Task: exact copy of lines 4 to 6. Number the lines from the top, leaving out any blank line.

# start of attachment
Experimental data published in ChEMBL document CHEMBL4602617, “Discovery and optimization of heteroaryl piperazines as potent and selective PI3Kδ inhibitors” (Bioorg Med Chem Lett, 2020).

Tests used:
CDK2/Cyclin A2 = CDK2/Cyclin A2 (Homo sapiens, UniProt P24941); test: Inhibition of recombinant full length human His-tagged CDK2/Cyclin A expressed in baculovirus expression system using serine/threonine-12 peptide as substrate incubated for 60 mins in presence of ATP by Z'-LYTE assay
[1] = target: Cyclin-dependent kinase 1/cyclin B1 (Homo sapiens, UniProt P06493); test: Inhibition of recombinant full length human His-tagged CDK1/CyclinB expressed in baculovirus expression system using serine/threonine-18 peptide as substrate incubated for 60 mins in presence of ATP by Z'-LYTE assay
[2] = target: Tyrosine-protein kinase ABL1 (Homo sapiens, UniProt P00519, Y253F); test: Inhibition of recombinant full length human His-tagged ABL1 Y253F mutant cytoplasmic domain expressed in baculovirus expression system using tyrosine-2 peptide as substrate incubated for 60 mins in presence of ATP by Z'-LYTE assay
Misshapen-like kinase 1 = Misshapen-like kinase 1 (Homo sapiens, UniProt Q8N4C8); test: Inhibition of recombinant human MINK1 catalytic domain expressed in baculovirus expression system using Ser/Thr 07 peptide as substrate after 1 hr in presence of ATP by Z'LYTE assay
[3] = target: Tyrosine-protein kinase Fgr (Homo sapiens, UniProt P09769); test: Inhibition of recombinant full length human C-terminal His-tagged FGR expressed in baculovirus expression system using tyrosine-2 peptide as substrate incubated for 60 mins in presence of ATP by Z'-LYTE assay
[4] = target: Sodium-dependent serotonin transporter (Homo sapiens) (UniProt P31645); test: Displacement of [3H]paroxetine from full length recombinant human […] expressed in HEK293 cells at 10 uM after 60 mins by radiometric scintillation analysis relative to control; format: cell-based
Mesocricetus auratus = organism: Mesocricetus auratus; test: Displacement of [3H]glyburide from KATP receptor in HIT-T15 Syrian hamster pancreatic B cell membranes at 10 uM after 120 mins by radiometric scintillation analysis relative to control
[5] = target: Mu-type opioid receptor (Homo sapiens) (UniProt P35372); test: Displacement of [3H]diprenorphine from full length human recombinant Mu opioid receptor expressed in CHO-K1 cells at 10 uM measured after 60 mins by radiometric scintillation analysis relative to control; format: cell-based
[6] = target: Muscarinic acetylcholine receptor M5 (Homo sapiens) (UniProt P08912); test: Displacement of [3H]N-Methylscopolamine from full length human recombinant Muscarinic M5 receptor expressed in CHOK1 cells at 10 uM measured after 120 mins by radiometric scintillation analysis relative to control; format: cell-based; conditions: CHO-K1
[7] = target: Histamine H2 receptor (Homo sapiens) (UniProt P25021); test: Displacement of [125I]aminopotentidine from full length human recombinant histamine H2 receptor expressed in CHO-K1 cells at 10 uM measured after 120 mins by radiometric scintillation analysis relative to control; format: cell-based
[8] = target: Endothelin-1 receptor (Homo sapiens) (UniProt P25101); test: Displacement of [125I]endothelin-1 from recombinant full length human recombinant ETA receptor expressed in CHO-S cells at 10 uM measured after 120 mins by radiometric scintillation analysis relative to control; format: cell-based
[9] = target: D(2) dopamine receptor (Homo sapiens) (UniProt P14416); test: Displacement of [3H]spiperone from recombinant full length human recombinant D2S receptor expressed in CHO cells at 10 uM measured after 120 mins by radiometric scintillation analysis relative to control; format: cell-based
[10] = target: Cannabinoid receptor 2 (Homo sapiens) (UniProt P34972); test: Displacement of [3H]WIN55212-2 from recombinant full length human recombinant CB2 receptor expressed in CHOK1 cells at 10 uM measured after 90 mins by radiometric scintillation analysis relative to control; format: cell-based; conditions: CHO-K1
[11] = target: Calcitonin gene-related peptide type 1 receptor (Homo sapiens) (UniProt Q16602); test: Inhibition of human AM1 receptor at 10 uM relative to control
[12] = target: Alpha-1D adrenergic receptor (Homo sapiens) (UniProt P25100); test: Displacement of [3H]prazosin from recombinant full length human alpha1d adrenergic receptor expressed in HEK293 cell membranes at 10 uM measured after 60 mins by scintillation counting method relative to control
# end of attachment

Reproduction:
[1] = target: Cyclin-dependent kinase 1/cyclin B1 (Homo sapiens, UniProt P06493); test: Inhibition of recombinant full length human His-tagged CDK1/CyclinB expressed in baculovirus expression system using serine/threonine-18 peptide as substrate incubated for 60 mins in presence of ATP by Z'-LYTE assay
[2] = target: Tyrosine-protein kinase ABL1 (Homo sapiens, UniProt P00519, Y253F); test: Inhibition of recombinant full length human His-tagged ABL1 Y253F mutant cytoplasmic domain expressed in baculovirus expression system using tyrosine-2 peptide as substrate incubated for 60 mins in presence of ATP by Z'-LYTE assay
Misshapen-like kinase 1 = Misshapen-like kinase 1 (Homo sapiens, UniProt Q8N4C8); test: Inhibition of recombinant human MINK1 catalytic domain expressed in baculovirus expression system using Ser/Thr 07 peptide as substrate after 1 hr in presence of ATP by Z'LYTE assay